Social Contracts Promoting Bangladesh Local Governance: Learning From the Field

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ImageUnder the Bangladesh Local Governance program, social audits are being conducted in Union Parishads (UPs) for strengthening social contract between the citizens and their local governments. A weekly TV program "Amader Union" or Our Union was launched by TV Journalist Shykh Seraj, who is documenting and broadcasting these social audits. This is generating lot of interest among both rural and urban citizens. The UP functionaries are also keen to participate in these social audits, so as to showcase their good work and responsiveness to citizens.

I observed a social audit in March 2011 on a LGSP scheme (a 350 feet rural road with brick-soiling in Sarabo Mouza, Kashimpur UP, Gazipur district) conducted by the citizen group (CG). The CG conducted a social audit at the local market by this road. The CG put a large poster detailing the Community Score card (CSC), that had questions and possible responses indicated by symbols. Symbols were used as a large number of rural poor are illiterate. The scores are given over a total number of 100, so that people can distinguish bad performance (below 40%), medium (60%) and good (80% or more).

ImageAbout 30 people gathered and each was given a card. People were excited by this and one elderly man – Mr. Fazlu Mia, a retired welder gave a big smile and observed “This is my opportunity to give objection to my UP member and chair”. Many women and men were illiterate, but were able to give score by symbols and also were assisted by their children who are literate. Momena Begum of Purbapara village stressed that “for the first time in my life, I am able to score publicly on performance of UP.” When scoring was completed, the CG compiled the score and the scheme was given a score of 68%. Everyone voted that this is a very good scheme that benefits all.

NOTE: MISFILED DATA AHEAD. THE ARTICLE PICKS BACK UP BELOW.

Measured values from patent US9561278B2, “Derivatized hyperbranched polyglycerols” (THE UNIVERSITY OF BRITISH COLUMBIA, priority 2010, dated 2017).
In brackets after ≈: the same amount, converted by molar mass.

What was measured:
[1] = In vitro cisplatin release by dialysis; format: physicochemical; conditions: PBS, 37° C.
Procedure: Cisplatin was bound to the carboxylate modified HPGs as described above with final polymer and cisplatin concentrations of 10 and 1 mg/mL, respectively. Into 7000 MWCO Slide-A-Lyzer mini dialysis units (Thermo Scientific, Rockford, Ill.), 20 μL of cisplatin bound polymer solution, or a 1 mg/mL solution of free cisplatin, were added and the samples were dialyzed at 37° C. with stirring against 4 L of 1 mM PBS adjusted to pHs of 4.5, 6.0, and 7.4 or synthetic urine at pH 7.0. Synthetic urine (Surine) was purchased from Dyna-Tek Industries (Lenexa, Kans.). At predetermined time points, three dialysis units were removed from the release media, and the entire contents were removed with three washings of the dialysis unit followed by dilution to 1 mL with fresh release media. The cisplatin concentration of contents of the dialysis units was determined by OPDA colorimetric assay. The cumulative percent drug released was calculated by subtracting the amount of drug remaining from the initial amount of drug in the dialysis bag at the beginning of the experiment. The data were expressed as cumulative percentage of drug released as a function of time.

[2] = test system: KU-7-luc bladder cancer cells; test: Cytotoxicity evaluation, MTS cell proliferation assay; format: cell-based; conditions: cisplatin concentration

Before, they used to walk in knee-deep mud, and could not come to market. After this road was built, even trucks are able to come and market is bustling with activities. The community gave low score on participation, as many of them were not consulted before this scheme was taken. Mr. Hazrat Ali, a former UP member pointed out that there is another road nearby that is worse and should have been rehabilitated first.

ImageInterface meeting between communities and UP: The CG facilitated an interface meeting between the communities and the UP the next day, and scores of the UP and communities were displayed side by side in large posters. The UP gave them a high score – 86%, while community score was 68%, mostly due to inadequate participation or consultations before schemes were prioritized. The UP functionaries agreed to hold ward level scheme prioritization meeting in future and inform people by announcement through miking. UP also acknowledged their shortcomings in consultations, as they receive funds from central government very late and have to spend it by the end of financial year, they usually do not have time for consultations. The UP and communities developed and agreed on an action plan or Social Contract for deeper engagement and participation.

ImageSocial Contract between citizens and their local governments: The first batch of UP social audits were completed and Social Contract (action plans) were agreed between the UPs and communities. These social contracts indicate the ownership, deeper engagement and mutual accountability between UP and communities. Some UPs scored themselves higher than the communities, while other UP scores were lower than the communities, indicating UP’s own concern of not performing well.

The UP functionaries were frank in their opinion on where they did well and what the challenges are. Many UPs acknowledge the challenge of undertaking consultation and community participation in decision making, especially when time is short and schemes have to be completed and funds spent before the end of the fiscal year. The poor citizens are also busy during crop planting and harvesting seasons. The opportunity cost of participation may be high for the poor, who has to work daily for subsistence.

ImageThe baseline data of LGSP indicate that nearly 80% of the UP citizens know about UP open budget meetings, but only 15-20% participates. The communities are not sure whether their participation in UP meetings will improve local development or their own benefits. As result, they do not have incentive to participate in the local governance process. However, the social audit, interface meeting with UP and agreement on the social contract made the communities of Kashimpur UP hopeful that their participation and collective action can help bring benefit to the most marginalized and poor. Communities felt that the social contract between the UPs and communities, and regular monitoring by the CG and themselves is a way forward for deeper civic engagement and mutual accountability between the citizens and their governments.


Nilufar Ahmad

Senior Gender Specialist

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